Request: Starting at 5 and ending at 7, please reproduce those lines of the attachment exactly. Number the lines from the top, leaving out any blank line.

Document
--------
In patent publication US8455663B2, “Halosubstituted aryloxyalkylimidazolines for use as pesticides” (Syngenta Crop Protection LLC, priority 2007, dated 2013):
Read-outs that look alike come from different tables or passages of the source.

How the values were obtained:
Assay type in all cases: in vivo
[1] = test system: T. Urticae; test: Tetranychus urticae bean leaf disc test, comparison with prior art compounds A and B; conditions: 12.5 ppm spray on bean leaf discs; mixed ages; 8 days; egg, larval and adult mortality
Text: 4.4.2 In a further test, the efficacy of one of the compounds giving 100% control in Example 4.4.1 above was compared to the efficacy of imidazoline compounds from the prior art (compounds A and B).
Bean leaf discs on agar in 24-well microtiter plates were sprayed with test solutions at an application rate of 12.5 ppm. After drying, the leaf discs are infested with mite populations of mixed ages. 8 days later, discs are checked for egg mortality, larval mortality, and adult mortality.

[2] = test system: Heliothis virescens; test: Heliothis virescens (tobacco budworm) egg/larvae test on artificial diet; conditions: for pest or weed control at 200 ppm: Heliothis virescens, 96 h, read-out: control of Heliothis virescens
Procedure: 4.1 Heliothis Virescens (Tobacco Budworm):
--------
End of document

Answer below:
[1] = test system: T. Urticae; test: Tetranychus urticae bean leaf disc test, comparison with prior art compounds A and B; conditions: 12.5 ppm spray on bean leaf discs; mixed ages; 8 days; egg, larval and adult mortality
Text: 4.4.2 In a further test, the efficacy of one of the compounds giving 100% control in Example 4.4.1 above was compared to the efficacy of imidazoline compounds from the prior art (compounds A and B).
Bean leaf discs on agar in 24-well microtiter plates were sprayed with test solutions at an application rate of 12.5 ppm. After drying, the leaf discs are infested with mite populations of mixed ages. 8 days later, discs are checked for egg mortality, larval mortality, and adult mortality.